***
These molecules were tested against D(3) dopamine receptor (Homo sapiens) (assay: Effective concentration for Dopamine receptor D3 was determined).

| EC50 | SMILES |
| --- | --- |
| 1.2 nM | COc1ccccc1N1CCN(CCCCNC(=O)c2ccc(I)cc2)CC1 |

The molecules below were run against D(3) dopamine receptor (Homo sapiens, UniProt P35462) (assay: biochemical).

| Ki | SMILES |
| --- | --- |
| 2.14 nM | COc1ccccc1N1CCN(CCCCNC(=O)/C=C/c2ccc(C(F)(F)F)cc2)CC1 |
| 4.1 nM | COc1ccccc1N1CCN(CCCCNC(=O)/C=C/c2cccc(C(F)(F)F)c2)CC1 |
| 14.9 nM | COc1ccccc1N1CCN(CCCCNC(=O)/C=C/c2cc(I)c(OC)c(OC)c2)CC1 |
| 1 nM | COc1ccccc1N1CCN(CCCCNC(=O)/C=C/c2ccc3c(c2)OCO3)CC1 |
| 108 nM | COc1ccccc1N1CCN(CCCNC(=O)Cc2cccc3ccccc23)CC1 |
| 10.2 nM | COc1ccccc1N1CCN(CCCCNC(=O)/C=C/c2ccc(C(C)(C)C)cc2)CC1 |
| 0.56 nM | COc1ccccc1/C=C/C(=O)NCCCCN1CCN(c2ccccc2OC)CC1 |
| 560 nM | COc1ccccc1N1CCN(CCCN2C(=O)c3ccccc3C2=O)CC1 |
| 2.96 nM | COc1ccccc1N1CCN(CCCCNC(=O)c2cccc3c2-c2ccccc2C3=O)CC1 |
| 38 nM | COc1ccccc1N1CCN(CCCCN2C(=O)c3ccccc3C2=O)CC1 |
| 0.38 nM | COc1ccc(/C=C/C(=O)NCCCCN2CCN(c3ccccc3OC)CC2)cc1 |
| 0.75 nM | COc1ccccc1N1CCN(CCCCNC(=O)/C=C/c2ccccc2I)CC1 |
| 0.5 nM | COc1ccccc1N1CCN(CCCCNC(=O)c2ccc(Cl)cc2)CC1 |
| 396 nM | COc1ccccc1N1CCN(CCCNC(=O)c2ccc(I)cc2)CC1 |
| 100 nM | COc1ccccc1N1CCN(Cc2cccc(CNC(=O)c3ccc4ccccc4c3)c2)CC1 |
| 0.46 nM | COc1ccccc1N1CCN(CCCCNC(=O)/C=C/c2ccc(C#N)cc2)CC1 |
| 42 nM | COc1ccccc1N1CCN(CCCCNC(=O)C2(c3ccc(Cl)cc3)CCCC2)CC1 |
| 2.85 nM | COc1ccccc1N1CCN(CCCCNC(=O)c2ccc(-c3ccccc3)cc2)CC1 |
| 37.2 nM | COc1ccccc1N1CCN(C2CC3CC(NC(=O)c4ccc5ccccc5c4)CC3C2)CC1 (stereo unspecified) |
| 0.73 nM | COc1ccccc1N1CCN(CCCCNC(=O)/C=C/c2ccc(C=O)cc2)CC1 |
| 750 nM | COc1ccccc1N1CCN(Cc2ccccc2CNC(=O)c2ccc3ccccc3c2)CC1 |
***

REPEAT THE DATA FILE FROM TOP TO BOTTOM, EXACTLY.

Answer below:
These molecules were tested against D(3) dopamine receptor (Homo sapiens) (assay: Effective concentration for Dopamine receptor D3 was determined).

| EC50 | SMILES |
| --- | --- |
| 1.2 nM | COc1ccccc1N1CCN(CCCCNC(=O)c2ccc(I)cc2)CC1 |

The molecules below were run against D(3) dopamine receptor (Homo sapiens, UniProt P35462) (assay: biochemical).

| Ki | SMILES |
| --- | --- |
| 2.14 nM | COc1ccccc1N1CCN(CCCCNC(=O)/C=C/c2ccc(C(F)(F)F)cc2)CC1 |
| 4.1 nM | COc1ccccc1N1CCN(CCCCNC(=O)/C=C/c2cccc(C(F)(F)F)c2)CC1 |
| 14.9 nM | COc1ccccc1N1CCN(CCCCNC(=O)/C=C/c2cc(I)c(OC)c(OC)c2)CC1 |
| 1 nM | COc1ccccc1N1CCN(CCCCNC(=O)/C=C/c2ccc3c(c2)OCO3)CC1 |
| 108 nM | COc1ccccc1N1CCN(CCCNC(=O)Cc2cccc3ccccc23)CC1 |
| 10.2 nM | COc1ccccc1N1CCN(CCCCNC(=O)/C=C/c2ccc(C(C)(C)C)cc2)CC1 |
| 0.56 nM | COc1ccccc1/C=C/C(=O)NCCCCN1CCN(c2ccccc2OC)CC1 |
| 560 nM | COc1ccccc1N1CCN(CCCN2C(=O)c3ccccc3C2=O)CC1 |
| 2.96 nM | COc1ccccc1N1CCN(CCCCNC(=O)c2cccc3c2-c2ccccc2C3=O)CC1 |
| 38 nM | COc1ccccc1N1CCN(CCCCN2C(=O)c3ccccc3C2=O)CC1 |
| 0.38 nM | COc1ccc(/C=C/C(=O)NCCCCN2CCN(c3ccccc3OC)CC2)cc1 |
| 0.75 nM | COc1ccccc1N1CCN(CCCCNC(=O)/C=C/c2ccccc2I)CC1 |
| 0.5 nM | COc1ccccc1N1CCN(CCCCNC(=O)c2ccc(Cl)cc2)CC1 |
| 396 nM | COc1ccccc1N1CCN(CCCNC(=O)c2ccc(I)cc2)CC1 |
| 100 nM | COc1ccccc1N1CCN(Cc2cccc(CNC(=O)c3ccc4ccccc4c3)c2)CC1 |
| 0.46 nM | COc1ccccc1N1CCN(CCCCNC(=O)/C=C/c2ccc(C#N)cc2)CC1 |
| 42 nM | COc1ccccc1N1CCN(CCCCNC(=O)C2(c3ccc(Cl)cc3)CCCC2)CC1 |
| 2.85 nM | COc1ccccc1N1CCN(CCCCNC(=O)c2ccc(-c3ccccc3)cc2)CC1 |
| 37.2 nM | COc1ccccc1N1CCN(C2CC3CC(NC(=O)c4ccc5ccccc5c4)CC3C2)CC1 (stereo unspecified) |
| 0.73 nM | COc1ccccc1N1CCN(CCCCNC(=O)/C=C/c2ccc(C=O)cc2)CC1 |
| 750 nM | COc1ccccc1N1CCN(Cc2ccccc2CNC(=O)c2ccc3ccccc3c2)CC1 |